Killtoberfest 3 – #17: Nosferatu the Vampyre (1979)

In All, Movies by Kyu

“I am descendant of an old family. Time is an abyss… profound as a thousand nights. Centuries come and go… To be unable to grow old is terrible. Death is not the worst. There are things more horrible than death. Can you imagine enduring centuries, experiencing each day the same futile things?”

Once while giving an filmed interview, Werner Herzog was shot in the stomach by a sniper using a BB gun rifle. Apparently unfazed, Herzog insisted on completing the interview. That has absolutely nothing to do with today’s Killtoberfest 3 film and the middle in my Nosferatu sounder, Nosferatu the Vampyre (1979), but I never miss a chance to tell a Werner Herzog story. From the About page for his infrequently held Rogue Film School seminars:

  • Excerpts of films will be discussed, which could include your submitted films; they may be shown and discussed as well. Depending on the materials, the attention will revolve around essential questions: how does music function in film? How do you narrate a story? (This will certainly depart from the brainless teachings of three-act-screenplays). How do you sensitize an audience? How is space created and understood by an audience? How do you produce and edit a film? How do you create illumination and an ecstasy of truth?
  • Related, but more practical subjects, will be the art of lockpicking. Traveling on foot. The exhilaration of being shot at unsuccessfully. The athletic side of filmmaking. The creation of your own shooting permits. The neutralization of bureaucracy. Guerrilla tactics. Self reliance.

This would be unbearably pretentious if Herzog hadn’t lived every word of it. A fascinating, driven man, Werner Herzog’s filmography is an eclectic mix of arthouse classics (Aguirre: The Wrath of God, Fitzcarraldo) and astonishing documentaries (Grizzly ManCave of Forgotten Dreams). Whether real, fictional, or (as with films like his Rescue Dawn) fictionalized, the human subjects of Herzog’s films are those equally driven to achieve the absurd, whether that’s living in Antarctica, transporting an entire ship over a hill between two rivers, exploring a jungle in an airship, or living peacefully among wild bears. Nature, human and otherwise, is Herzog’s obsession, and if his work has a thesis, it is that the world is an unforgiving place in which people are merely aberrations. He is a brilliant and talented director. He is the wrong choice for this movie.

But then, I doubt anyone else could have done better.

Herzog has made three remakes in his career, as far as I know. One was an adaptation of his own documentary, Little Dieter Needs to Fly, into a fictionalized drama with Christian Bale, Rescue Dawn. The most recent was 2009’s Bad Lieutenant: Port of Call New Orleans, a fascinating remake of Abel Ferrara’s very Catholic bad cop Harvey Keitel vehicle, with a mega-acting Nicolas Cage replacing Keitel as the lead. But Herzog’s first remake took on an even greater challenge: updating one of the great silent classics, F. W. Murnau’s Nosferatu. Herzog has nothing if not chutzpah. But I can’t help but feel that this isn’t the right material for him.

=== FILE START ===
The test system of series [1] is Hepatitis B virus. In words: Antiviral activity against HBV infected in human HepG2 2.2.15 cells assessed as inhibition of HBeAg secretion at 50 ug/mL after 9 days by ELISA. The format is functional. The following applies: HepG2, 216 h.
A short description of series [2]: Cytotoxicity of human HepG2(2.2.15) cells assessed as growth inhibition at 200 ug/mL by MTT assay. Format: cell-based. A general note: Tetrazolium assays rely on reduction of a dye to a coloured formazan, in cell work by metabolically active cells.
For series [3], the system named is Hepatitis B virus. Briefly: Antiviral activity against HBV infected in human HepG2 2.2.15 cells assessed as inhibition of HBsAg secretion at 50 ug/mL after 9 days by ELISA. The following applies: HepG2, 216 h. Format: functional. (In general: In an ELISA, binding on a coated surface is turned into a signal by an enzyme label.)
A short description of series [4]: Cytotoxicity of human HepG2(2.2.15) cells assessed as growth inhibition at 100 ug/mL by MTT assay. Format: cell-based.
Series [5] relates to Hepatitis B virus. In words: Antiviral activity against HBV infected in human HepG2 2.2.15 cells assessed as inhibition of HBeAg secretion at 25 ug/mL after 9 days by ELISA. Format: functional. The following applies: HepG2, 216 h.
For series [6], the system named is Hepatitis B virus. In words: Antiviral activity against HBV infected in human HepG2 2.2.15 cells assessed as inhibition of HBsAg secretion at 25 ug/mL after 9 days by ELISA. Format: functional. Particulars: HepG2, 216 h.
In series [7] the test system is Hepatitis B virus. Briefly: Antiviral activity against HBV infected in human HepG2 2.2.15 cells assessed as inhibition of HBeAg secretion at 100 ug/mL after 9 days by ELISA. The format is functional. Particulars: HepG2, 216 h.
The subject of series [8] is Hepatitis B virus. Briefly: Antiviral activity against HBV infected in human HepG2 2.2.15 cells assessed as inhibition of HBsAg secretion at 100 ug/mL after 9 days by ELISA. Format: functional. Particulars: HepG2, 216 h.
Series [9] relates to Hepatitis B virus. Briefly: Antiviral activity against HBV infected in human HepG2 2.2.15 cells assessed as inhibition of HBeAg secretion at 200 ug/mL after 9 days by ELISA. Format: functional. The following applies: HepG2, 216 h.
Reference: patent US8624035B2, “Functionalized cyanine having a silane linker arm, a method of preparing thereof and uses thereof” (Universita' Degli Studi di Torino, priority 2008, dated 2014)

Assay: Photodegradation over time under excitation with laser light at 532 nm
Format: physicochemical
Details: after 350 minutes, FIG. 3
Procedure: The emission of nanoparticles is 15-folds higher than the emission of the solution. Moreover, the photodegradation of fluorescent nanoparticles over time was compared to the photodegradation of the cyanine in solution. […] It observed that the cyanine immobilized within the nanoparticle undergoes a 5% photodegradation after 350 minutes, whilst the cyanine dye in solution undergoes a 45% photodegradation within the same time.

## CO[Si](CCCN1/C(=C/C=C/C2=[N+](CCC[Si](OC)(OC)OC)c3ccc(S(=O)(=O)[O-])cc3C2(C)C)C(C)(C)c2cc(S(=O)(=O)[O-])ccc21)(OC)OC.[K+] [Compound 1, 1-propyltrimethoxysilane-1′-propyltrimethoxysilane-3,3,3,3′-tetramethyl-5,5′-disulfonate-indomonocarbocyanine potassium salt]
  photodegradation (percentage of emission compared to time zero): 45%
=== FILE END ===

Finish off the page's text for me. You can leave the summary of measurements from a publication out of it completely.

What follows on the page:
I said that the original Nosferatu‘s best element was its star performance, Max Schreck as the weird, bestial Count Orlak. Oddly enough, the remake’s best element is the same thing, frequent Herzog collaborator Klaus Kinski as Count Dracula. (Presumably Stoker’s novel had entered the public domain by this point, because Herzog uses character names from the book, rather than carrying over from Nosferatu.) Kinski and Herzog had a long and complicated relationship; at one point on set they either shot at one another or threatened to do so, and that’s just the most obvious example. Herzog would go on to shoot a documentary about him and Kinski called My Best Fiend. He might have been referencing Kinski in Nosferatu the Vampyre, because the man is simply electric. In the original film, Schreck works because his appearance and mannerisms are so bizarre compared to the other characters, a true example of evil from outside civilization. But Kinski has to speak, and that automatically makes him more human. Instead of an obvious monster, Kinski’s Count exists at the far edges of humanity–a titled European in a remote, ruined castle, pale, unused to social graces, with the kind of odd teeth and long fingernails you expect to see on Howard Hughes. In these crucial early scenes with Jonathan Harker, he doesn’t read as vampire, he reads as a creepy eccentric–one who is unbearably lonely and unbearably sad. I actually felt for him in this film. Kinski’s facial expressions are so miserable that the Count’s whole existence seems bereft of joy, his later violence an expression of instinctual need rather than conscious villainy. At once a more complex and haunting figure, he’s easily the best part of the film, and one of the better Draculas in cinema.